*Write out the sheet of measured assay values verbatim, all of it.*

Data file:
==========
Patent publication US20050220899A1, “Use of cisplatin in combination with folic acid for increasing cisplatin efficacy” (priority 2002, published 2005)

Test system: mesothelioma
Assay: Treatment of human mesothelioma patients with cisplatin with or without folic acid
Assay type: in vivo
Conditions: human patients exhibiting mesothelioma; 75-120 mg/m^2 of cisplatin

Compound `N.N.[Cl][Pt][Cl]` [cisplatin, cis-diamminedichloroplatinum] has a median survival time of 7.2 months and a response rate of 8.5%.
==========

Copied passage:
Patent publication US20050220899A1, “Use of cisplatin in combination with folic acid for increasing cisplatin efficacy” (priority 2002, published 2005)

Test system: mesothelioma
Assay: Treatment of human mesothelioma patients with cisplatin with or without folic acid
Assay type: in vivo
Conditions: human patients exhibiting mesothelioma; 75-120 mg/m^2 of cisplatin

Compound `N.N.[Cl][Pt][Cl]` [cisplatin, cis-diamminedichloroplatinum] has a median survival time of 7.2 months and a response rate of 8.5%.